Sample collection

Adult individuals of S. japonicum were obtained from twelve different geographical locations (Figure 1), including eight locations across six provinces in mainland China (Anhui, Hunan, Hubei and Jiangxi Provinces in the Yangtze River Basin/lake region, and Sichuan and Yunnan Provinces in the mountainous area of Southwest China) and four other island locations from Asia (Taiwan, Indonesia, Japan and the Philippines). Infected snails (Oncomelania hupensis) from each mainland Chinese location were transported to the laboratory of NIPD, China CDC, Shanghai. Cercariae were released from pooled infected snails from each site and used to infect laboratory-raised rabbits. Finally, 45 days later, the adult schistosomes were perfused from the mesenteric veins of the infected rabbits and washed in saline before being preserved in 95% (v/v) ethanol at 4°C. The S. japonicum isolate from Leyte, the Philippines, was taken into culture originally in 1969 by Dr. Scholice. The material sent to us, as lyophilized adult worms, was provided by Dr. John Bruce, Centre for Tropical Diseases, University of Lowell, USA. The worms from Japan (Kofu) were gifted by Dr. Hiroshi Yamasaki, National Institute of Infectious Diseases, Tokyo, Japan. The other geographical samples (lyophilized adult worms) from Indonesia (Lindu Lake, Sulawesi) and Taiwan (Changhua) were provided by Dr. John Cross, Uniformed Services University of the Health Sciences, Bethesda, USA. These preserved samples were from populations that had been maintained in laboratory animals.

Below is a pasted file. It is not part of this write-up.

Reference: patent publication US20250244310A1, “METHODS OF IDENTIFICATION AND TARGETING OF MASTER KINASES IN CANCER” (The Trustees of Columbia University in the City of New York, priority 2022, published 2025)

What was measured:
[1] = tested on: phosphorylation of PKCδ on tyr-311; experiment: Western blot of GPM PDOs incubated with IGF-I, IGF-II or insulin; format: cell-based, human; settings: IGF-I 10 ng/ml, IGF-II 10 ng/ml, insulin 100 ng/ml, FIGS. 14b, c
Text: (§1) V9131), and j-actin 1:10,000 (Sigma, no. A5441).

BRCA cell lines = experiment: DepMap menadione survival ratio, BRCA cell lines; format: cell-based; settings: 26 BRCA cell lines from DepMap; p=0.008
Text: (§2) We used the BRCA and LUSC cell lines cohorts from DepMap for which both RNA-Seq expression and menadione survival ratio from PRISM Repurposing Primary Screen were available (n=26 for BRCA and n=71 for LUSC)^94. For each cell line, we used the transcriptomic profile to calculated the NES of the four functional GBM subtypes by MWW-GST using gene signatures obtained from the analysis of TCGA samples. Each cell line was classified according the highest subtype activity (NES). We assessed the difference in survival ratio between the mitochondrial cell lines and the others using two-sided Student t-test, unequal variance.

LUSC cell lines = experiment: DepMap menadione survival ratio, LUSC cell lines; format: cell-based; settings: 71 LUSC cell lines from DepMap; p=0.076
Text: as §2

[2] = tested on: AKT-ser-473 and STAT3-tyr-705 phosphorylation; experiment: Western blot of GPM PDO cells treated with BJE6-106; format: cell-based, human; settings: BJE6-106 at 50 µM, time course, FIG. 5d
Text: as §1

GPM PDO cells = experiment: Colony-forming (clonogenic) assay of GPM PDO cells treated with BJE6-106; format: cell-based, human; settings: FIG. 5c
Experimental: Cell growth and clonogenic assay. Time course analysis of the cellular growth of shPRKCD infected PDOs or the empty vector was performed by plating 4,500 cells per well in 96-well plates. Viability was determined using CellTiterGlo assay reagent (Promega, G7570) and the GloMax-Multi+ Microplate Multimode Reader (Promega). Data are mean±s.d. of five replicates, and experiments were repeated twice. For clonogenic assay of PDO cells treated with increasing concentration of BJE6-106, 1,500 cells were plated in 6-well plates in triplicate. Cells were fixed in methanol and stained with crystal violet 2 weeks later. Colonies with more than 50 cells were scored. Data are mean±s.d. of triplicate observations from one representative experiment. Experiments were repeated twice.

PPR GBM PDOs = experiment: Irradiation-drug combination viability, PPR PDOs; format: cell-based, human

Figure 1

Map showing the sampling locations of S. japonicum for this study. Abbreviations: AHGC: Guichi Country, Anhui Province; AHTL: Tongling Country, Anhui Province; HBSH: Shashi City, Hubei Province; HNCD: Changde City, Hunan Province; HNYY: Yueyang City Hunan Province; JXDC: Duchang Country, Jiangxi Province; SCXC: Xichang City, Sichuan Province; YNEY: Dali City, Eryuan Country, Yunnan Province; CTW: Chinese Taiwan; IN: Indonesia JP: Japan; PH: The Philippines.